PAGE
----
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http://dx.doi.org/10.3892/ijmm.2020.4720DOI Listing
http://www.ncbi.nlm.nih.gov/pmc/articles/PMC7521473PMC
November 2020

Transition metal-containing molecular devices: controllable single-spin negative differential thermoelectric resistance effects under gate voltages.

Phys Chem Chem Phys 2019 Feb;21(9):5243-5252

College of Physics and Electronic Engineering, Changshu Institute of Technology, Changshu 215500, China.

Based on the non-equilibrium Green function method combined with density functional theory, we investigate the spin-resolved transport through transition metal (TM) (= Cr, Mn, Fe and Ru)-containing molecular devices in the presence of zigzag graphene nanoribbon (ZGNR) electrodes. The wave-function mismatch for the single-spin component results in a perfect spin-filtering property near the Fermi level. Moreover, we also observe Fano and Breit-Wigner resonance peaks in the transmission spectrum. Under a temperature gradient, the single-spin electric current exhibits a remarkable negative differential thermoelectric resistance (NDTR) in the Ru-complex molecular device, which originates from the Fano asymmetry of the single-spin transmission peak near the Fermi level. A gate voltage allows for a precise control of the single-spin NDTR in the Ru-complex molecular device.
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http://dx.doi.org/10.1039/c8cp07049kDOI Listing
February 2019

Metal-Free Half-Metallicity in B-Doped gh-CN Systems.

Nanoscale Res Lett 2018 Feb 20;13(1):57. Epub 2018 Feb 20.

Jiangsu Laboratory of Advanced Functional Materials, College of Physics and Electronic Engineering, Changshu Institute of Technology, Changshu, Jiangsu, 215500, China.

Half-metallicity rising from the s/p electrons has been one of the hot topics in spintronics. Based on the first-principles of calculation, we explore the magnetic properties of the B-doped graphitic heptazine carbon nitride (gh-CN) system. Ferromagnetism is observed in the B-doped gh-CN system. Interestingly, its ground state phase ([email protected]) presents a strong half-metal property. Furthermore, the half-metallicity in [email protected] can sustain up to 5% compressive strain and 1.5% tensile strain. It will lose its half-metallicity, however, when the doping concentration is below 6.25%. Our results show that such a metal-free half-metallic system has promising spintronic applications.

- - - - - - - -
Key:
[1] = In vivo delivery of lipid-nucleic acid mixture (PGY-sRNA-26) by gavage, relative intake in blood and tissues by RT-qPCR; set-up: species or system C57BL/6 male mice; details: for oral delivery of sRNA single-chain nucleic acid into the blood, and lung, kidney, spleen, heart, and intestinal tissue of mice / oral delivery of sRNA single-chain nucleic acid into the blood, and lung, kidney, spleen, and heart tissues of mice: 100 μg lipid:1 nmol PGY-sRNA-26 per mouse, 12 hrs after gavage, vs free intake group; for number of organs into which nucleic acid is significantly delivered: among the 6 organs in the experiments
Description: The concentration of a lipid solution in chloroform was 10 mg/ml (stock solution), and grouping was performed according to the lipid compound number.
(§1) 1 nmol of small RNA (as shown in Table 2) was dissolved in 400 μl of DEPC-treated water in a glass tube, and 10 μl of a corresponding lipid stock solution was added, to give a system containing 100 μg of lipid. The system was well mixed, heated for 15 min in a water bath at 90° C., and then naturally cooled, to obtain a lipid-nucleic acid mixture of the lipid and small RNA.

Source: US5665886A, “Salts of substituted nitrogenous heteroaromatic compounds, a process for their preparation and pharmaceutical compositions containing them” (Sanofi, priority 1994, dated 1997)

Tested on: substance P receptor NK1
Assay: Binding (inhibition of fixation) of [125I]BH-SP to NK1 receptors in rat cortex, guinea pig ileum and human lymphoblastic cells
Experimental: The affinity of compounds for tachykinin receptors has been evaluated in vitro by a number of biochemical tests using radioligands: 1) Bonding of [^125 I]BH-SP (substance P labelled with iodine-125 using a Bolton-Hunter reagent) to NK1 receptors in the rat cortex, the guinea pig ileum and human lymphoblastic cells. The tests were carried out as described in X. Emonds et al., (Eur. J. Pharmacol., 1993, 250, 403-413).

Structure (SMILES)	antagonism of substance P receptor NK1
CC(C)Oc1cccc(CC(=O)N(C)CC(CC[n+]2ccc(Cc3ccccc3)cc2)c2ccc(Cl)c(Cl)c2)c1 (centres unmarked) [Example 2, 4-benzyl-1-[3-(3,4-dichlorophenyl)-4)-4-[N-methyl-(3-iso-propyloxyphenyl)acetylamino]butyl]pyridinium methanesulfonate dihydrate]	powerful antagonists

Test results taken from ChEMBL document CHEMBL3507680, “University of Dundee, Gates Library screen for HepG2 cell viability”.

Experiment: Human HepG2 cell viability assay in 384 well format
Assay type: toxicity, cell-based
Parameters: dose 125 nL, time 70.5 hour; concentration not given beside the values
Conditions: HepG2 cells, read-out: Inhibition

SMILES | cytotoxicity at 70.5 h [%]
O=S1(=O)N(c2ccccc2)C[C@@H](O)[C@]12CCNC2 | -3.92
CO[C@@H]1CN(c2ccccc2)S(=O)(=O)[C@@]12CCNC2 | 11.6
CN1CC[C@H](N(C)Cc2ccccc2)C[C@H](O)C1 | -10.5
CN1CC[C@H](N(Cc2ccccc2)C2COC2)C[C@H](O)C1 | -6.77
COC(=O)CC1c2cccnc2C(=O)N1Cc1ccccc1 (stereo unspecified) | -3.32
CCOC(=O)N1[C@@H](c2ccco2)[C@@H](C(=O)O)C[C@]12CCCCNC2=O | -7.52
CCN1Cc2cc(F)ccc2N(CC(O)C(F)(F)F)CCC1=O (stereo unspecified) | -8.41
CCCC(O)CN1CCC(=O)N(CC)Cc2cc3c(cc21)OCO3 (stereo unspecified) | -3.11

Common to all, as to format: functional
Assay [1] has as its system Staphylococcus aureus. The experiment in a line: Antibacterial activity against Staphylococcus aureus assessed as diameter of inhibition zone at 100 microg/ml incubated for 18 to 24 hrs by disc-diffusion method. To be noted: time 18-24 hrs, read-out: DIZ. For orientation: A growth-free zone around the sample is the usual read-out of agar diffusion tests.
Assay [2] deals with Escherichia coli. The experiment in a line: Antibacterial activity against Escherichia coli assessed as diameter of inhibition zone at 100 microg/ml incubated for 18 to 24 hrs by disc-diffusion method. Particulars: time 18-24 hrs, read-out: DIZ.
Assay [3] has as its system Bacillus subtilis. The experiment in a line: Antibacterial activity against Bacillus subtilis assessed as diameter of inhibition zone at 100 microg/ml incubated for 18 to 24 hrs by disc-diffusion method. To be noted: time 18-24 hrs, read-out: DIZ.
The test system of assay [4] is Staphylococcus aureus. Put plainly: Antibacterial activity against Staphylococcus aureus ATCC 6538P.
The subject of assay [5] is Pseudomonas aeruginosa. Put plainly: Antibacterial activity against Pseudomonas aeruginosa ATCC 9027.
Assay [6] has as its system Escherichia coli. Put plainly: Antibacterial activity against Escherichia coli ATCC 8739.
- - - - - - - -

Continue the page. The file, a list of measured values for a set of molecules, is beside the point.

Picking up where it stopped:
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http://dx.doi.org/10.1186/s11671-018-2473-xDOI Listing
http://www.ncbi.nlm.nih.gov/pmc/articles/PMC5820242PMC
February 2018

A Novel Pruning Algorithm for Smoothing Feedforward Neural Networks Based on Group Lasso Method.

IEEE Trans Neural Netw Learn Syst 2018 05 26;29(5):2012-2024. Epub 2017 Sep 26.

In this paper, we propose four new variants of the backpropagation algorithm to improve the generalization ability for feedforward neural networks. The basic idea of these methods stems from the Group Lasso concept which deals with the variable selection problem at the group level. There are two main drawbacks when the Group Lasso penalty has been directly employed during network training. They are numerical oscillations and theoretical challenges in computing the gradients at the origin. To overcome these obstacles, smoothing functions have then been introduced by approximating the Group Lasso penalty. Numerical experiments for classification and regression problems demonstrate that the proposed algorithms perform better than the other three classical penalization methods, Weight Decay, Weight Elimination, and Approximate Smoother, on both generalization and pruning efficiency. In addition, detailed simulations based on a specific data set have been performed to compare with some other common pruning strategies, which verify the advantages of the proposed algorithm. The pruning abilities of the proposed strategy have been investigated in detail for a relatively large data set, MNIST, in terms of various smoothing approximation cases.